Learning: Find out about techniques, but develop your own learning style

"While a lot of renowned study techniques exist, I encourage students to personalise and develop their own hybrid methods," says Manuj Jindal, UPSC Topper, YouTuber, and TEDx Speaker
Start early, start well
Start early, start well(Pic: EdexLive Desk)

Visual learners, with an affinity for charts and diagrams, absorb information best when presented in a visual format.

Auditory learners, on the other hand, excel through listening, grasping concepts more effectively when explained verbally or through discussions.

Kinesthetic learners thrive on hands-on experiences, understanding and retaining information by actively engaging with it.

Now that we have understood different kinds of learners, here's why you should create a learning style of your own:

1. Have your own style

DO your own thing!
DO your own thing!(Pic: EdexLive Desk)

In the process of learning, the wisdom imparted by IAS officer Manuj Jindal echoes loud and clear: “While a lot of renowned study techniques exist, I encourage students to personalise and develop their own hybrid methods.”

This advice underscores the idea that no one style can suit all and such an approach will fall short in the long run.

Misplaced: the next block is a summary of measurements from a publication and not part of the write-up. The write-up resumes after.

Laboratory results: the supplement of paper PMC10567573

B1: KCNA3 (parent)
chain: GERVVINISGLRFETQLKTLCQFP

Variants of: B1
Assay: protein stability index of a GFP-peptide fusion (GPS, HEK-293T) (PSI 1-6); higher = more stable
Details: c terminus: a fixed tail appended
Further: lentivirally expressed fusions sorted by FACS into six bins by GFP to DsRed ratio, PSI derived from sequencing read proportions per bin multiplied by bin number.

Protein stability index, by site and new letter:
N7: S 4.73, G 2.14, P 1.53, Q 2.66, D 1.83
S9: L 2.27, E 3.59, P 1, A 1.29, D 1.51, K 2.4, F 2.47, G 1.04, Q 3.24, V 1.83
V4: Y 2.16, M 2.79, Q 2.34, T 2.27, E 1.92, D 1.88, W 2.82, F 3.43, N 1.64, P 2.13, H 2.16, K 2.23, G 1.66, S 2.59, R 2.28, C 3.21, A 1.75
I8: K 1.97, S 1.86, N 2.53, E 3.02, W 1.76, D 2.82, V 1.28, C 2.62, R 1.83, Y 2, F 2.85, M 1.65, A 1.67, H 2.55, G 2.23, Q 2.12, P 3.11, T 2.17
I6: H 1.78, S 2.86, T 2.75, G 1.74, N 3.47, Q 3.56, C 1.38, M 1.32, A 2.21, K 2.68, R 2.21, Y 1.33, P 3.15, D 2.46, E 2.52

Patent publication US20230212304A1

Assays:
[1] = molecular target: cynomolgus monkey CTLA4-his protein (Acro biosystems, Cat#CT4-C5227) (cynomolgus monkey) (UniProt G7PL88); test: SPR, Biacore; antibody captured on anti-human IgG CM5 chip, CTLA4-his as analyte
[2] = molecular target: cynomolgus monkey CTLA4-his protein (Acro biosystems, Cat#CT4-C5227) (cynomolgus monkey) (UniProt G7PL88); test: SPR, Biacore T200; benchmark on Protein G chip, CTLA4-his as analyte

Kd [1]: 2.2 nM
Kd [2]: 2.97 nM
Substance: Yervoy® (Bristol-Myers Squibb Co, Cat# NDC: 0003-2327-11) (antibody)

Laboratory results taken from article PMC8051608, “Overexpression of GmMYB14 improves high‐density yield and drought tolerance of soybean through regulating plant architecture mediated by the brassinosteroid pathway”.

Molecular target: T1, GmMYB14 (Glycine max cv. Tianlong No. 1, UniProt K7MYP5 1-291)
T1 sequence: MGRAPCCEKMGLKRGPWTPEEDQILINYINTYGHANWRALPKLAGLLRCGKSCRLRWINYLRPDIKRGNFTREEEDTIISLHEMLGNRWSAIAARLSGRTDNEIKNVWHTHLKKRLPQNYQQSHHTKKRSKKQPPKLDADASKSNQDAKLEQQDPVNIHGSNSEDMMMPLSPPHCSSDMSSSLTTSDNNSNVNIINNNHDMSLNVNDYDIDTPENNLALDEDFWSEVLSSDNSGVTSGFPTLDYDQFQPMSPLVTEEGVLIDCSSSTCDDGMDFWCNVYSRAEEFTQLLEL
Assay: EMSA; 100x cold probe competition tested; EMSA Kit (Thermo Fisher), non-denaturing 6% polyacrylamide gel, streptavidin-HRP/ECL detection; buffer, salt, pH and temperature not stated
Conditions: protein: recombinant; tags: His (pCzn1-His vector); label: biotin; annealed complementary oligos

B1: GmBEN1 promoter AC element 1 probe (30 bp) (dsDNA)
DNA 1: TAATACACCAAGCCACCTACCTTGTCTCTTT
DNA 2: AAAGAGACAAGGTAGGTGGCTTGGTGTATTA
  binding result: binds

2. What can your own style typically involve though?

How to do it?
How to do it?(Pic: EdexLive Desk)

Moreover, beyond the recommended learning techniques, students often stumble upon their own strategies that prove remarkably effective. Officer Jindal himself reflects on his UPSC preparation days, recounting how he devised a distinctive technique for studying history — a method now adopted by numerous coaching centres.

“My own technique for history involved creating lists and using visual aids, particularly mapping historical events,” shares Jindal.

3. Personal ingenuity in the learning process

Bring your own style
Bring your own style(Pic: EdexLive Desk)

On a similar note, Sai Sharan, a Class X student, attests to the power of personal ingenuity in the learning process. Unknowingly, Sharan has been using the Pomodoro Technique to enhance his focus, only to discover that it aligns with the established methodologies.

“Concentration has never been an issue for me because I break my study sessions into half-hour chunks, followed by short breaks,” says Sharan.

4. Trust the process

Have faith
Have faith(Pic: EdexLive Desk)

The process of learning is as diverse as individuals embarking on it and hence, students should judiciously blend styles to create a personalised study technique.

As students figure out this process of learning, the mantra remains clear: trust the process, adapt when necessary, and forge a path that is uniquely yours.